Have you been asked a ‘FizzBuzz’ question in a technical interview?

This question popped up in my daily email digest from Quora:

Are there really programmers with computer science degrees who cannot pass the FizzBuzz test?

Ok. I’ve been a professional software developer for 22 years (not including hobbyist coding before graduating and starting work) and I have a Computer Science degree. What is this FizzBuzz test? Now I’m curious. I admit it’s been a while since I’ve been for a job interview, but I’m aware of the current trend to ask interview questions to determine a candidate’s ability to solve problems. ‘FizzBuzz’ refers to a school game where you as a group you take turns in counting, but replace ‘Fizz’ if the current number is divisible by 3, ‘Buzz’ if divisible by ‘5’, or ‘FizzBuzz’ if divisible by both (or something similar, along those lines).

So the interview question is: write code that counts from 1 to 100, and outputs the number, or Fizz, Buzz, or FizzBuzz according to these rules.

The point of the question is not to write the most elegant, or brilliantly clever solution to the problem, the point of the question is to establish whether the interview candidate can write code demonstrating elementary software development concepts such as iteration and boolean logic conditions. If you’ve ever conducted technical interviews before then you won’t be surprised that you will come across candidates who say they have x years of experience in coding in language XYZ, but it’s pretty obvious that they can’t code anything at all. Jeff Atwood commented on this in a post here.

My first attempt at writing this straight up with little thinking, I wrote this:

Once I’d written this, it concerned me that I had the mod 5 test twice, so I tried to optimize the logic to not repeat this test, and my second attempt resulted in code that didn’t write out the correct expected results. I think this is the second part of the point of this question – it’s a puzzle where it appears there should be an elegant solution, but there really isn’t. Gayle McDowell’s answer to this question on Quroa calls this the ‘Smart Person’s Mirage’ – it seems like there should be a smart answer to the question, but there really isn’t.

Other than being lured in to try and answer this question myself since I’d never heard of this before, I guess the lesson here is that it’s not really the answer that counts, it’s how you approach the problem, and the process you take to solve the problem.

mdm crashing after upgrade from Mint 17.3 to Mint 18 (and solution)

I recently upgraded my Mint 17.3 to Mint 18 using mintupgrade and following the instructions here, and unluckily had a powercut while in the middle of the upgrade. When I rebooted, some things had changed, like the logon screen had new background images, and the grub menu now said ‘Mint 18’, but as soon as I logged on, mdm crashed and there was a dialog saying that XWindows had crashed within seconds of starting. The popup dialog said to check ~/.xsession-errors, which contained this error:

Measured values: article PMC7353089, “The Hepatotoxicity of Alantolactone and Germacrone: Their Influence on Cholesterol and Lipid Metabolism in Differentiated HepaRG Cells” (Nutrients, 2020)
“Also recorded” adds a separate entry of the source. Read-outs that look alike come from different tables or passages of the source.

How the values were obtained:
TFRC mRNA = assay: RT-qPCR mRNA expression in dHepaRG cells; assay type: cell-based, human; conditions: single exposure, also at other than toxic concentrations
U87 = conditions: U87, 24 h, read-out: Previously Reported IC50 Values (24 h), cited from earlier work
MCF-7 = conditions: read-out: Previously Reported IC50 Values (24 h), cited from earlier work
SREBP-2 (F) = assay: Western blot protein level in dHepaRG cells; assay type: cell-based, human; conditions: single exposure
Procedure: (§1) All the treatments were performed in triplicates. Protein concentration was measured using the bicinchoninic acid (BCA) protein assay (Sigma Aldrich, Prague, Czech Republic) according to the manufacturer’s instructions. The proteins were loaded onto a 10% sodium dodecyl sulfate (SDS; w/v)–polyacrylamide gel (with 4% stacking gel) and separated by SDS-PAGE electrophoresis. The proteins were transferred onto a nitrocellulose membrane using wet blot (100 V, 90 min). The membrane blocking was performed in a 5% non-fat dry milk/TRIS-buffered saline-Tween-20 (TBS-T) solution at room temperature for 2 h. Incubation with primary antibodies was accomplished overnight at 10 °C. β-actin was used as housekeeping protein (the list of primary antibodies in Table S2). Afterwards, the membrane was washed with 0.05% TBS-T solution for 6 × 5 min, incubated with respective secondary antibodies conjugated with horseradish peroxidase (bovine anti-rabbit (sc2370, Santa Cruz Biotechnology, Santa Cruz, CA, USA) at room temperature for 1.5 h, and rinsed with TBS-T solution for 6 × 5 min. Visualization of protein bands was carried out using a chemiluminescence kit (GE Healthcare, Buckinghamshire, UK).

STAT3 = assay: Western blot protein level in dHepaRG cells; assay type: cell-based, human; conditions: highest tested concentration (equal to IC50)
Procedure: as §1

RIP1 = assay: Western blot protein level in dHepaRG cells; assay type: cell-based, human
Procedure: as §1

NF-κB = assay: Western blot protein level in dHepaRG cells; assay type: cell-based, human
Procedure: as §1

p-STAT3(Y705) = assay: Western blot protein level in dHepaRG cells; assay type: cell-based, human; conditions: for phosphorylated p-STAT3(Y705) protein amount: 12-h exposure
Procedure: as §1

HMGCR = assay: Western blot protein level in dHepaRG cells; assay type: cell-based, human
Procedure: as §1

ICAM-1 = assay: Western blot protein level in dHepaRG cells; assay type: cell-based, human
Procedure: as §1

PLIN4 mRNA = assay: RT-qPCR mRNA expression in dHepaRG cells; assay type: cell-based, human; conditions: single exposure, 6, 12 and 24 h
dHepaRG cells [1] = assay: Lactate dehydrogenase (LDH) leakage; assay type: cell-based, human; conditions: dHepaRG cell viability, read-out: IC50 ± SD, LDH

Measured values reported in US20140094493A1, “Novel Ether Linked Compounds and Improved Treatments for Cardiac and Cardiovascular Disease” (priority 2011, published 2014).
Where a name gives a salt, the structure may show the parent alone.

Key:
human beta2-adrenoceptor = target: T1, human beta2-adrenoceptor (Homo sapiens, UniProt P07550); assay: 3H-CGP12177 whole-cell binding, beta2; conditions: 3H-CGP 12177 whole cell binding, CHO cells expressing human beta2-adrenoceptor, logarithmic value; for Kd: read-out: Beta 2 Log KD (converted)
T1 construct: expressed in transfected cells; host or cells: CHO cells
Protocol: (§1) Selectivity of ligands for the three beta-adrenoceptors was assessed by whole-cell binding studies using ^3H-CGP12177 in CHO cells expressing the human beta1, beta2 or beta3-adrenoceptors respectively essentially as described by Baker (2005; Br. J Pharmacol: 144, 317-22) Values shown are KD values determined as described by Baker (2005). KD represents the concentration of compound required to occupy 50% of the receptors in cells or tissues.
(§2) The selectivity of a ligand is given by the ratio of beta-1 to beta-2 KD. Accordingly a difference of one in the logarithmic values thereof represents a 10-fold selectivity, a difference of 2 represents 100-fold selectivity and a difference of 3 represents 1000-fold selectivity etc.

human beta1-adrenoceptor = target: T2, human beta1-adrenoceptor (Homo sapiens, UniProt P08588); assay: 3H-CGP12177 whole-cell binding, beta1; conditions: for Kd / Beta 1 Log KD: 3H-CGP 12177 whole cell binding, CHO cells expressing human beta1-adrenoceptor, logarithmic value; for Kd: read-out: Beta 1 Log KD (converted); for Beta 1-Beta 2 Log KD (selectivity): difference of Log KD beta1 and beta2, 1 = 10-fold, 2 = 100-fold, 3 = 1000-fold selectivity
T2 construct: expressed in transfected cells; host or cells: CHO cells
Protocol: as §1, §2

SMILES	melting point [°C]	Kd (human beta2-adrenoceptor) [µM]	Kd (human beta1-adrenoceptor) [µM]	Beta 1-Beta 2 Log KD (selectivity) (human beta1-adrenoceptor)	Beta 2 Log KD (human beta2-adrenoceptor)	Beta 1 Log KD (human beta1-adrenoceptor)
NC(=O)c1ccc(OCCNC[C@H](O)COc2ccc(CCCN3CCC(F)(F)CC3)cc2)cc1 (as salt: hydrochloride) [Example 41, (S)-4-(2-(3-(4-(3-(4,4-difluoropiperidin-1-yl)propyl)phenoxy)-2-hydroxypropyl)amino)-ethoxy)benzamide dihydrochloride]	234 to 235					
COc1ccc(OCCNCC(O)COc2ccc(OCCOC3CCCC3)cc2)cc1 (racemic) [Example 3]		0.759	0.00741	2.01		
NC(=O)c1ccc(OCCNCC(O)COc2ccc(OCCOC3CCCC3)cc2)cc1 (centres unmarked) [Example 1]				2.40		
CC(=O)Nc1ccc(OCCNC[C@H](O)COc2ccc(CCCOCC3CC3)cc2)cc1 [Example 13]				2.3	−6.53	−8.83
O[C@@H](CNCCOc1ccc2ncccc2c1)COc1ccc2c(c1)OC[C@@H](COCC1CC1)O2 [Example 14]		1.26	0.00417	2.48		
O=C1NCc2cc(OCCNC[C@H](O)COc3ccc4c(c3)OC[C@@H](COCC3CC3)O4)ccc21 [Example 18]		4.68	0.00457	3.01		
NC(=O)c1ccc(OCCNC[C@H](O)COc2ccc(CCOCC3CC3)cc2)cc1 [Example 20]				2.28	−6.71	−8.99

initctl: Unable to connect to Upstart: Failed to connect to socket /com/ubuntu/upstart: Connection refused
syndaemon: no process found

A quick Google found this question with the same error message, and following the suggestion to run ‘sudo apt-get install cinnamon’ fixed my issues. I restarted mdm with ‘sudo service mdm restart’, logged on and eveything was good.

I’m not entirely sure how much of the upgrade completed, so re-running ‘mintupgrade upgrade’ again still prompted for a number of packages to be deleted or upgraded. Completed the upgrade, rebooted, and now everything looks good.

This could have been a lot worse, but luckily was able to recover with no noticeable issues so far. And Mint 18 looks great! (I like the new window animations!)

Docker Swarm node set up with Docker 1.12 RC on Raspberry Pi

I’ve been following through the steps in this article to set up a Docker swarm cluster on a pair of Raspberry Pis. Most of the steps work as-is from Mac OS, but for a few steps there’s a couple of variations.

This is most likely going to be part 1 of a few posts as I work through and get this working.

For example, to copy your ssh key to the Pis, instead of:

ssh-copy-id pirate@pi3.local

… you can do (from tip here):

cat ~/.ssh/id_rsa.pub | ssh user@machine "mkdir ~/.ssh; cat >> ~/.ssh/authorized_keys"

To switch between remote hosts:

eval $(docker-machine env pi1)

where pi1 is the name of the remote host.

To switch back to the localhost (not entirely obvious but found the answer here):

eval "$(docker-machine env -u)"

After ‘swarm init’ and adding the other nodes to the cluster, ‘docker swarm ls’ lists the nodes in the cluster:

More to come in part 2:-)

Installing kernel headers for Oracle Linux 6 on VirtualBox

The usual reason for Guest Additions failing to install on a Linux guest on Virtual Box is that the kernel headers are missing. How you install these or where they come from varies from distro to distro, although they’re usually available via the package manager on that distro.

I had an Oracle Linux 6 guest installed, Guest Additions (for video drivers, shared folder, clipboard sharing) was all working, and then at some point I started it up again and it was no longer working and wouldn’t re-install either. Seems like I’d picked up an update, and I needed to update the kernel headers too.

This post covers the steps needed. On OE6 before installing the Guest Additions, just run ‘yum install kernel-uek-devel’ and you should be good to go (assuming you’re booting with the ‘unbreakable kernel’ and not the RHEL compatible kernel)